Redevelopment of Lawrence Heights
Council adopted a plan for the redevelopment of the Lawrence Heights neighbourhood. The plan, which originally proposed 4,800 new market rent/condominium units, has been trimmed to 4,100 units in addition to about 1,200 replacement social-housing units. Council wants construction to proceed at a manageable pace, ensuring that financing is in place for the infrastructure needed to support the growing community.
Toronto Prosperity Initiative
Council expressed its support in principle for the recommendations contained in the Toronto Prosperity Initiative: Establishing the Path the Growth (PDF) report. The report was produced by an advisory committee of City officials, business leaders and labour leaders, with additional recommendations from the Economic Development Committee. Council gave several directives for follow-up, including a report on the financial implications of implementation.
Consultation for parks plan
Council approved a consultation plan to help in the preparation of a five-year Parks Plan to guide decision-making about parkland in Toronto. The consultations this fall will seek public input with the intention of producing a final report early in the new year.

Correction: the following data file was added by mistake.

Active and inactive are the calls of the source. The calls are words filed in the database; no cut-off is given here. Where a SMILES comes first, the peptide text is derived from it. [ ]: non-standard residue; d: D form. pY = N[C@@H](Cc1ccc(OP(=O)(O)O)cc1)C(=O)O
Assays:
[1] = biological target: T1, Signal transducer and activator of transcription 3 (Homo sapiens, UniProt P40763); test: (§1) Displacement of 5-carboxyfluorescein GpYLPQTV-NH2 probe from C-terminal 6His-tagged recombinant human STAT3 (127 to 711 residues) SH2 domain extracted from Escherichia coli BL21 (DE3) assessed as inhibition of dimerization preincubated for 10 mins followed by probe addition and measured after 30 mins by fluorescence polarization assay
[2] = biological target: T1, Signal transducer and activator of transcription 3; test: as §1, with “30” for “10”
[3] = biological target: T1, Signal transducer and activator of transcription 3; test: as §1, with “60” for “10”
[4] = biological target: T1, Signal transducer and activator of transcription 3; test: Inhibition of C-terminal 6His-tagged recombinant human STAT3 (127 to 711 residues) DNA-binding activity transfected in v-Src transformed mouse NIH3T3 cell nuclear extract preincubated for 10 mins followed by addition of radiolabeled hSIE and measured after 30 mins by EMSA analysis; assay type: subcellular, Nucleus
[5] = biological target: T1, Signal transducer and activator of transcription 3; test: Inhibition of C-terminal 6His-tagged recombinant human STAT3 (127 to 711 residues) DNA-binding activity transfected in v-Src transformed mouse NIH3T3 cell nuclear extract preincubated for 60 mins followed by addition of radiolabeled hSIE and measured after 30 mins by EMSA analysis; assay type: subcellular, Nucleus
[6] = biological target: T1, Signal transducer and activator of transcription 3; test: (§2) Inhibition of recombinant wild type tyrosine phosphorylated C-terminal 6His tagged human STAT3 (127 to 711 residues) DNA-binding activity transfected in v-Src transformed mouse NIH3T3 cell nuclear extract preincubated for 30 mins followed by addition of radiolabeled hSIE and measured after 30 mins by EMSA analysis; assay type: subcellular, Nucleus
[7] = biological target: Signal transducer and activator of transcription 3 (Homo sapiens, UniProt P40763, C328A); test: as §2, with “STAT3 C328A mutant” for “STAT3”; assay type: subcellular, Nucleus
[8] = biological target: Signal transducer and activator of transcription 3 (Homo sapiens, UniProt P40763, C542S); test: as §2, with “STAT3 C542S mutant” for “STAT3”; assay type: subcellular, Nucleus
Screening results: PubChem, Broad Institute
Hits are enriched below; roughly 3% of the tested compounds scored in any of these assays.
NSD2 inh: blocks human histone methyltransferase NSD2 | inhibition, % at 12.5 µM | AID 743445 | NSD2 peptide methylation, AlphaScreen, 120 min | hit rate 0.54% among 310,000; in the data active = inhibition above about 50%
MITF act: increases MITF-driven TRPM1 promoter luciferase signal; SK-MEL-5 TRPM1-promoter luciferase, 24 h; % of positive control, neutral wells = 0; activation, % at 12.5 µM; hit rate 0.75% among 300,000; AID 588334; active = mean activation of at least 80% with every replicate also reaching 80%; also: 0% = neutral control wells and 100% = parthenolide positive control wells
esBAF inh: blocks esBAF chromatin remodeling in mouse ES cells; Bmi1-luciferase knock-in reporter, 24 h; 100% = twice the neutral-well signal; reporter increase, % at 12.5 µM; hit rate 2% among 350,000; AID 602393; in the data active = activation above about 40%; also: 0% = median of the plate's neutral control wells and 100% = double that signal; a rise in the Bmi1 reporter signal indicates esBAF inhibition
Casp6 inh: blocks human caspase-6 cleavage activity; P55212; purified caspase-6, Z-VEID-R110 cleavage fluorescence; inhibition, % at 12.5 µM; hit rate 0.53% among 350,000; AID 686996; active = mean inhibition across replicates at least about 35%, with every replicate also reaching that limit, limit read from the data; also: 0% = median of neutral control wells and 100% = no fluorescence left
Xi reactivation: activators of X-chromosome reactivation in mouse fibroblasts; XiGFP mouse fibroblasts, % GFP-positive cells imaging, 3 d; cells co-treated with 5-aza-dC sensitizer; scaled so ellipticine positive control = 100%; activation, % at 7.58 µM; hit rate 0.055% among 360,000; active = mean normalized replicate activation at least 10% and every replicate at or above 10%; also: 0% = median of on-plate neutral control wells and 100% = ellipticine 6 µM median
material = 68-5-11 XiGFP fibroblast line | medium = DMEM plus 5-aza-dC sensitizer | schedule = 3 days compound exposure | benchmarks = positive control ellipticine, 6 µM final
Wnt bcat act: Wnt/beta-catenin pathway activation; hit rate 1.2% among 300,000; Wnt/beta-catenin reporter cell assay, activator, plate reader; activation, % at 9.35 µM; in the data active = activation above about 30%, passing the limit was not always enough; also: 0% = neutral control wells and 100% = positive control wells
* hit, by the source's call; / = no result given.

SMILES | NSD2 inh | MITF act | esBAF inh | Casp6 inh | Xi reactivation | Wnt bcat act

Local food procurement
Council adopted a policy supporting the purchase of locally-grown food. Under the policy, staff will try to increase the proportion of locally-grown food in purchases of food for City of Toronto operations when cost, quality and availability make it feasible. The City will take steps to support local economic activity in the food sector.
Financing the TTC
Council adopted a member's motion for the City to urge Ontario's political parties to make public commitments to reinstate the "fair share" funding arrangement for the Toronto Transit Commission (TTC). From the 1970s until the late 1990s, Ontario funded 50 per cent of the TTC's operating costs and 75 per cent of its capital expenditures – known as the "fair share" formula. At present, the TTC faces capital and operating budget shortfalls as well as unpredictable future funding.
Appointment of two senior managers
Council appointed Brenda Patterson and John Livey deputy city managers to fill vacancies in the Toronto Public Service's senior management. Brenda Patterson is currently Toronto's general manager of Parks, Forestry and Recreation. John Livey will join the City of Toronto from the Town of Markham, where he is chief administrative officer. There are three deputy city manager positions in the Toronto Public Service. Each oversees a cluster of municipal services.
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Council Highlights, produced for your convenience, is a summary of Council's recent decisions. Council Highlights is not intended to serve as an official record of the meeting. If you have questions about this summary, please e-mail Strategic Communications firstname.lastname@example.org.